Browse

You are looking at 1 - 10 of 12 items for :

  • Journal of Hydrometeorology x
  • Advancing Drought Monitoring and Prediction x
  • Refine by Access: Content accessible to me x
Clear All
Eric F. Wood, Siegfried D. Schubert, Andrew W. Wood, Christa D. Peters-Lidard, Kingtse C. Mo, Annarita Mariotti, and Roger S. Pulwarty

Abstract

This paper summarizes and synthesizes the research carried out under the NOAA Drought Task Force (DTF) and submitted in this special collection. The DTF is organized and supported by NOAA’s Climate Program Office with the National Integrated Drought Information System (NIDIS) and involves scientists from across NOAA, academia, and other agencies. The synthesis includes an assessment of successes and remaining challenges in monitoring and prediction capabilities, as well as a perspective of the current understanding of North American drought and key research gaps. Results from the DTF papers indicate that key successes for drought monitoring include the application of modern land surface hydrological models that can be used for objective drought analysis, including extended retrospective forcing datasets to support hydrologic reanalyses, and the expansion of near-real-time satellite-based monitoring and analyses, particularly those describing vegetation and evapotranspiration. In the area of drought prediction, successes highlighted in the papers include the development of the North American Multimodel Ensemble (NMME) suite of seasonal model forecasts, an established basis for the importance of La Niña in drought events over the southern Great Plains, and an appreciation of the role of internal atmospheric variability related to drought events. Despite such progress, there are still important limitations in our ability to predict various aspects of drought, including onset, duration, severity, and recovery. Critical challenges include (i) the development of objective, science-based integration approaches for merging multiple information sources; (ii) long, consistent hydrometeorological records to better characterize drought; and (iii) extending skillful precipitation forecasts beyond a 1-month lead time.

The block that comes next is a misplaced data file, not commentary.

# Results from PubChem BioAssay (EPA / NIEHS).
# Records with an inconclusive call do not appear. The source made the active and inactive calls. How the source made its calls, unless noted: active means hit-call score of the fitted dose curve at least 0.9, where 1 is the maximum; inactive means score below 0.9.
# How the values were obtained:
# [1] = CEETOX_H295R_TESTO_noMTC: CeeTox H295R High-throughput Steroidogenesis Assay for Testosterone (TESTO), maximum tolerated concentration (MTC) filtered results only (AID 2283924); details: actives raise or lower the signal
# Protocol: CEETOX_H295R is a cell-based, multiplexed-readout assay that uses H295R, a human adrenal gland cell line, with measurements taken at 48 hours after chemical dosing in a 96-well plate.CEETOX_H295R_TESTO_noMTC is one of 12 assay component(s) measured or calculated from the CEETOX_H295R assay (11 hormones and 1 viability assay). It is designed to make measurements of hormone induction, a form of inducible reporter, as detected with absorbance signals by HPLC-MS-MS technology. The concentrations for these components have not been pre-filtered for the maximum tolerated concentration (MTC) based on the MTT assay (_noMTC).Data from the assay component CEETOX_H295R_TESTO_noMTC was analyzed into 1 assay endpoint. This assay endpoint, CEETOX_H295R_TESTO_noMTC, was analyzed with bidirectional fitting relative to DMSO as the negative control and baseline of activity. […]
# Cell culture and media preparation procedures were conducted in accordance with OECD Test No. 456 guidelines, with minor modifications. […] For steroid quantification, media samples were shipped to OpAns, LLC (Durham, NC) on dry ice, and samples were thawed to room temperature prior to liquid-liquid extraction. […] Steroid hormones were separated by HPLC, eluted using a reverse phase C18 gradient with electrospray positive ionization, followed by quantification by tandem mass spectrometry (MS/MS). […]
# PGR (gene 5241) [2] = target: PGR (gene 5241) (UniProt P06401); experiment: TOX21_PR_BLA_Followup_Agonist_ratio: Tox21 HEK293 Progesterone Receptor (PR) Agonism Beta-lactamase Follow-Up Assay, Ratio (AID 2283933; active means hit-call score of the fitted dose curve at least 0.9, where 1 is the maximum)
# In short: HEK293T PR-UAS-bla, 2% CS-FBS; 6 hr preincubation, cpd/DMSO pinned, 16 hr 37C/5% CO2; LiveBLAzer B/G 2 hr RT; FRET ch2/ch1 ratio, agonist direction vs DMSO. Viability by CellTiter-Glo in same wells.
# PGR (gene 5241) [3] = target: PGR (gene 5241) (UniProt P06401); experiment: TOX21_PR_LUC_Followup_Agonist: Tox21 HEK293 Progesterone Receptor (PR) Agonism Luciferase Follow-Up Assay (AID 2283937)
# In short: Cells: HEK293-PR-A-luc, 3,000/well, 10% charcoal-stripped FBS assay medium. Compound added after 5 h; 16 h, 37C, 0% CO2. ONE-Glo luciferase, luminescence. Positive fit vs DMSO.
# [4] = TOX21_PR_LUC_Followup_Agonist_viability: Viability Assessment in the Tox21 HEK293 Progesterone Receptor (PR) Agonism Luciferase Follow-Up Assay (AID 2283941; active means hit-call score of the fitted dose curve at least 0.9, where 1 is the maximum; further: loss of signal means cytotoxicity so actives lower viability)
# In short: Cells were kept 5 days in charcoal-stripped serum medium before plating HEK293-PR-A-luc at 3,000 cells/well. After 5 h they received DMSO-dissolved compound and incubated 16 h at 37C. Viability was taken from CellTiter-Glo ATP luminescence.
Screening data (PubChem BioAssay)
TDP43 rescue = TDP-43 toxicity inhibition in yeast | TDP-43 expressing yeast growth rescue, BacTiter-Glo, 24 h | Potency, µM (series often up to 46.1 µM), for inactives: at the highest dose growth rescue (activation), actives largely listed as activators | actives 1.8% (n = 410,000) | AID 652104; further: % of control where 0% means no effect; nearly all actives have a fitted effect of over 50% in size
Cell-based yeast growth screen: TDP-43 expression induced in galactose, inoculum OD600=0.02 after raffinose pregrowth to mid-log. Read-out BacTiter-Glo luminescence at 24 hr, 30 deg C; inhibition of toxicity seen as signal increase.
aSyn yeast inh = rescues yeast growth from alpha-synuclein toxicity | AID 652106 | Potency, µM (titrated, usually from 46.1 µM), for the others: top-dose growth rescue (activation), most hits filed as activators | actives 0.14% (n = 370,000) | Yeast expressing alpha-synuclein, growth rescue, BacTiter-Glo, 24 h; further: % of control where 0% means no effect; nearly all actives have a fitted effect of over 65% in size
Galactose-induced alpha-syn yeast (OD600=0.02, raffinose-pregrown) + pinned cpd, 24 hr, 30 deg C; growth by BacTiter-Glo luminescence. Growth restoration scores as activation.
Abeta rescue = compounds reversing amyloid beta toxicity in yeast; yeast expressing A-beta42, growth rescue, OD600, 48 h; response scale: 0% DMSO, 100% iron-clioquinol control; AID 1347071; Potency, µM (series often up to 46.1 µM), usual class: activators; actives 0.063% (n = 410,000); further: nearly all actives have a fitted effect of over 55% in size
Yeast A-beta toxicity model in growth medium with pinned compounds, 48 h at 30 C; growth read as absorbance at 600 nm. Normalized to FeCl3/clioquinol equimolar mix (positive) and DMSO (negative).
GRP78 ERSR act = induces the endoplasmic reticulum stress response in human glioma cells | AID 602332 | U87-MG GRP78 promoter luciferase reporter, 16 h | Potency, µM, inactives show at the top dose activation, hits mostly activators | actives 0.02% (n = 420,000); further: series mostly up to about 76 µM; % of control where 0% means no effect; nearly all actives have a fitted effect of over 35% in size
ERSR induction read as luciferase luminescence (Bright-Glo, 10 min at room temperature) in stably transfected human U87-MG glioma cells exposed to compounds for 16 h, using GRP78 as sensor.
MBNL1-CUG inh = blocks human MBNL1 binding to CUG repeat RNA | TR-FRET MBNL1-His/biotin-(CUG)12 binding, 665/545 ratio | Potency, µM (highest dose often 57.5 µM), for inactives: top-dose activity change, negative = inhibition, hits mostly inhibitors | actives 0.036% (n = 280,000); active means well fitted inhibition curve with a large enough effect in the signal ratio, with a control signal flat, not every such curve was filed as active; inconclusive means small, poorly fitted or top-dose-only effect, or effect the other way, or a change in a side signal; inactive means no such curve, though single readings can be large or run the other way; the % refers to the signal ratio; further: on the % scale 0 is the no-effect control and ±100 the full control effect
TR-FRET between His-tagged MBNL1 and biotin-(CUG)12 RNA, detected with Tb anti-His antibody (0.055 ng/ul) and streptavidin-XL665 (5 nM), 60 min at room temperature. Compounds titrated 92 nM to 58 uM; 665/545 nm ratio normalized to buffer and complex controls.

Full access
Hongshuo Wang, Jeffrey C. Rogers, and Darla K. Munroe

Abstract

Soil moisture shortages adversely affecting agriculture are significantly associated with meteorological drought. Because of limited soil moisture observations with which to monitor agricultural drought, characterizing soil moisture using drought indices is of great significance. The relationship between commonly used drought indices and soil moisture is examined here using Chinese surface weather data and calculated station-based drought indices. Outside of northeastern China, surface soil moisture is more affected by drought indices having shorter time scales while deep-layer soil moisture is more related on longer index time scales. Multiscalar drought indices work better than drought indices from two-layer bucket models. The standardized precipitation evapotranspiration index (SPEI) works similarly or better than the standardized precipitation index (SPI) in characterizing soil moisture at different soil layers. In most stations in China, the Z index has a higher correlation with soil moisture at 0–5 cm than the Palmer drought severity index (PDSI), which in turn has a higher correlation with soil moisture at 90–100-cm depth than the Z index. Soil bulk density and soil organic carbon density are the two main soil properties affecting the spatial variations of the soil moisture–drought indices relationship. The study may facilitate agriculture drought monitoring with commonly used drought indices calculated from weather station data.

Full access
Sujay V. Kumar, Christa D. Peters-Lidard, David Mocko, Rolf Reichle, Yuqiong Liu, Kristi R. Arsenault, Youlong Xia, Michael Ek, George Riggs, Ben Livneh, and Michael Cosh

Abstract